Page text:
Jumat, 12 September 2008

SA court to rule on Zuma's case

A South African court is due to decide if a corruption case can proceed against ruling party leader Jacob Zuma.

The African National Congress (ANC) head is facing 16 charges relating to a multi-billion dollar arms deal.

Mr Zuma, favourite to become president in next year's elections, says the charges are politically motivated and wants them to be dismissed.

Supporters of Jacob Zuma in an all-night vigil in Pietermaritzburg
Mr Zuma has mass grass-roots support in the ruling ANC

Hundreds of people are outside the court in Pietermaritzburg to support Mr Zuma after an all-night vigil.

Police have closed roads and put up cordons to prevent a fresh outbreak of violence, following clashes in the city of Durban earlier this week.

Supporters of Mr Zuma have repeatedly made threats of unrest, and some have said they are prepared to kill for the ANC leader.

'Not alone'

The BBC's Mpho Lakaje in Pietermartizburg said the crowd who braved the very cold wintery and drizzly night outside the court was singing and chanting in Zulu "vuli ndlela", which loosely translated, means open the door.

Their message was that the Supreme Court should leave the way open for Mr Zuma to become president next year by dropping the case, our reporter says.

"We are here to show him he is not alone today," one supporter told the BBC.

"Often these judges are political judges and I feel so sad in my heart with Jacob because I love him and I need him to be the president next year," he said.

Mr Zuma, aged 66, is due to attend the hearing in Pietermaritzburg later on Friday.

The charges relate to the arms deal in 1999, when the South African government announced its largest post-apartheid arms deal, signing contracts totalling 30bn rand ($5bn; £2.5bn) to modernise its national defence force.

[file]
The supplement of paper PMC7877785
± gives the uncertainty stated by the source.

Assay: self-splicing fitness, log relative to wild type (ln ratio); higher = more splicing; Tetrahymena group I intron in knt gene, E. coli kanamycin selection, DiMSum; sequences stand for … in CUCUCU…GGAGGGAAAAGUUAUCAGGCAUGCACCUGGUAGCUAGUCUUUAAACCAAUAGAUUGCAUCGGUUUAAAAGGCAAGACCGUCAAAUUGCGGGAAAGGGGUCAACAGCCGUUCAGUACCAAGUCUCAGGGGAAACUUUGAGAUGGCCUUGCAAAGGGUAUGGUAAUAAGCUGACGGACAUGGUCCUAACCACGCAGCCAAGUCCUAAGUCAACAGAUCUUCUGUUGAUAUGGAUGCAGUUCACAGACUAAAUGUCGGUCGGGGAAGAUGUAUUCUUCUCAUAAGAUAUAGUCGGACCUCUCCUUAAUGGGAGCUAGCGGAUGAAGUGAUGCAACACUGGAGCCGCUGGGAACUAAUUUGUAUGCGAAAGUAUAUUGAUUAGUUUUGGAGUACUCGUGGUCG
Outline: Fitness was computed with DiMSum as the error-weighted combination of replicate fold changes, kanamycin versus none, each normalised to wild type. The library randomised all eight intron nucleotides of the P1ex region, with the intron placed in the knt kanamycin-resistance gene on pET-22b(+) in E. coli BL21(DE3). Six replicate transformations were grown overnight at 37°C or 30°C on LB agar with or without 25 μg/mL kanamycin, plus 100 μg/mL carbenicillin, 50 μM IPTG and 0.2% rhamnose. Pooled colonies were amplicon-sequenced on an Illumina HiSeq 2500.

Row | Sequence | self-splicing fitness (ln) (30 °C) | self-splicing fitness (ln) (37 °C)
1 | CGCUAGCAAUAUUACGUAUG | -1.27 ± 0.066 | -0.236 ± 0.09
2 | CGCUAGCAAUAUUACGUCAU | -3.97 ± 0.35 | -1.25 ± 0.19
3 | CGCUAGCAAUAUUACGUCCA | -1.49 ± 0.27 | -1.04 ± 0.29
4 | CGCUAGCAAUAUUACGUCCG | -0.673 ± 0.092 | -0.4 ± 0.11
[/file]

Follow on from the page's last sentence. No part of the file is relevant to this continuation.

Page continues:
The deal involved companies from Germany, Italy, Sweden, Britain, France and South Africa.

Mr Zuma has said he will stand down as ANC leader only if he is found guilty of the charges - corruption, fraud, racketeering and money-laundering.


His colleagues in the leadership of the ANC are standing firmly by him.

They say he is the victim of a political conspiracy intended to prevent him becoming South Africa's president in elections due to be held before July 2009.

Jacob Zuma
Mr Zuma has strong support from the youth league and trade unions

Tension was raised this week, following the publication of a cartoon showing Mr Zuma about to rape a figure labelled "Lady Justice" - a reference to the criticism of judges by Mr Zuma's supporters.

"We will eliminate any forces that come our way," ANC Youth League president Julius Malema said on Wednesday, according to local media.

In 2005, Mr Zuma was sacked as South Africa's deputy president when his financial adviser was found guilty of soliciting a bribe on behalf of Mr Zuma and jailed for 15 years in connection with the arms deal.

He then went on trial, but the case collapsed in 2006 when the prosecution said it was not ready to proceed.

He was charged again last December shortly after winning a bitter campaign against President Thabo Mbeki to become ANC leader.

In February 2006, Mr Zuma was acquitted of rape in a separate case, though he was widely criticised for comments about sex and HIV/Aids.

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